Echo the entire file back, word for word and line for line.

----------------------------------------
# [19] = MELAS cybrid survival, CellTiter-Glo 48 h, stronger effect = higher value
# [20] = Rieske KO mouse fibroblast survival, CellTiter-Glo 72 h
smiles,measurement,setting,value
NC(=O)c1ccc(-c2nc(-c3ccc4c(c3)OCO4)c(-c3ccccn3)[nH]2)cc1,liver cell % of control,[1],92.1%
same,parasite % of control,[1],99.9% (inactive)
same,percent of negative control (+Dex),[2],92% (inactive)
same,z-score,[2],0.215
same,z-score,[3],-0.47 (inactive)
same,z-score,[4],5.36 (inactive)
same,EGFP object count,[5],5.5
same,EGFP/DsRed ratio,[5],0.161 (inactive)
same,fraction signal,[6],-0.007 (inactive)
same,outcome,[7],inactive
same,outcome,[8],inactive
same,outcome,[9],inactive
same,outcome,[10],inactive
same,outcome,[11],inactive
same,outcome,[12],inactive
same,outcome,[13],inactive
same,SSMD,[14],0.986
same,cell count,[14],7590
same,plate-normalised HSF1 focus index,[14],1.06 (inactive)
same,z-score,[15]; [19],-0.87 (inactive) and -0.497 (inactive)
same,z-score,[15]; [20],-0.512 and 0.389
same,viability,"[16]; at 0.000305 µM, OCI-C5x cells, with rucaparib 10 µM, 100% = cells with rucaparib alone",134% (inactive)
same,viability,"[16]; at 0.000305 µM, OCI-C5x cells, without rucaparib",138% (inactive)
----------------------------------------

# [19] = MELAS cybrid survival, CellTiter-Glo 48 h, stronger effect = higher value
# [20] = Rieske KO mouse fibroblast survival, CellTiter-Glo 72 h
smiles,measurement,setting,value
NC(=O)c1ccc(-c2nc(-c3ccc4c(c3)OCO4)c(-c3ccccn3)[nH]2)cc1,liver cell % of control,[1],92.1%
same,parasite % of control,[1],99.9% (inactive)
same,percent of negative control (+Dex),[2],92% (inactive)
same,z-score,[2],0.215
same,z-score,[3],-0.47 (inactive)
same,z-score,[4],5.36 (inactive)
same,EGFP object count,[5],5.5
same,EGFP/DsRed ratio,[5],0.161 (inactive)
same,fraction signal,[6],-0.007 (inactive)
same,outcome,[7],inactive
same,outcome,[8],inactive
same,outcome,[9],inactive
same,outcome,[10],inactive
same,outcome,[11],inactive
same,outcome,[12],inactive
same,outcome,[13],inactive
same,SSMD,[14],0.986
same,cell count,[14],7590
same,plate-normalised HSF1 focus index,[14],1.06 (inactive)
same,z-score,[15]; [19],-0.87 (inactive) and -0.497 (inactive)
same,z-score,[15]; [20],-0.512 and 0.389
same,viability,"[16]; at 0.000305 µM, OCI-C5x cells, with rucaparib 10 µM, 100% = cells with rucaparib alone",134% (inactive)
same,viability,"[16]; at 0.000305 µM, OCI-C5x cells, without rucaparib",138% (inactive)